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AN ECONOMIC FORECAST FOR THE EUROPEAN UNION
This is what to expect from the week ahead:
Taking the pulse of the eurozone.
Tuesday morning, the European Commission will announce its spring economic forecast for growth and employment across the 28 member states of the European Union. The forecast may also shed light on whether thelong-awaited recovery in the eurozone may finally be consolidating and on the effects of falling prices and the economic slowdown in China. The commission, which makes the forecasts three times a year, may update its estimates about the costs and benefits of the ongoing large-scale migrations to European nations. James Kanter
U.S. job market numbers are due.
On Friday at 8:30 a.m., the Labor Department is scheduled to release its report on the nation’s hiring and unemployment for April. With 73 months of uninterrupted job growth in the private sector, the American economy has already broken a record. In the March report, there were other encouraging gains aside from the impressive addition of 215,000 jobs. Average hourly wages increased by 0.3 percent while the proportion of Americans in the labor force — which had been on the decline — hit a two-year high at 63 percent. While the economy’s overall growth rate has been sluggish, the job market has remained a bright spot. Wall Street estimates that employers hired about 200,000 workers last month, and that wages will continue their forward momentum. Patricia Cohen
Analysts expect new vehicle sales to rise.
Automakers on Tuesday are scheduled to report sales of new vehicles in the United States in April, and analysts expect the industry to report an increase over the same month a year ago. The research firm Kelley Blue Book has forecast a 4 percent improvement and a seasonally adjusted annual sales rate for the month of about 17.5 million vehicles. While trucks and sport utility vehicles continue to propel the overall growth of the market, passenger cars made by Honda and Nissan are also selling well. Analysts will be watching which auto companies are increasing discounts and other incentives to improve their sales, and whether Volkswagen canhalt its steady decline in the United States since admitting last year that it cheated on diesel emissions tests. Bill Vlasic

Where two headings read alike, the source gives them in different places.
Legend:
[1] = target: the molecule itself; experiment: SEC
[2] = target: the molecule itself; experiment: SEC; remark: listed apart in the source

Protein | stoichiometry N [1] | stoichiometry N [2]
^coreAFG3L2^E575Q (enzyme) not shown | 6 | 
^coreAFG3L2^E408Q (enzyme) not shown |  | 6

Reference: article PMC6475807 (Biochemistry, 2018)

Tesla to share Model 3 numbers.
The electric carmaker Tesla Motors is expected to report its first-quarter earnings on Wednesday, and will probably release more details on how much money it raised by taking $1,000 reservations for its forthcoming Model 3 vehicle. The company has said it received deposits for more than 325,000 of its newest electric car, which will not be available for sales until the end of the next year at the earliest. Tesla is preparing to expand its manufacturing operations in California and planning to build a battery plant in Nevada. Bill Vlasic
Quarterly results for European banks.
It will be another busy week for bank earnings as several of Europe’s largest institutions report their first-quarter results. The British bank HSBC, the Swiss lender UBS and the French banks BNP Paribas and Société Générale are all expected to provide updates to their investors. The first quarter has been a difficult one for lenders as uncertainty in the financial markets has weighed on banking results in Europe and the United States. The challenging environment comes as several of Europe’s biggest lenders are in the midst of reshaping their businesses. Chad Bray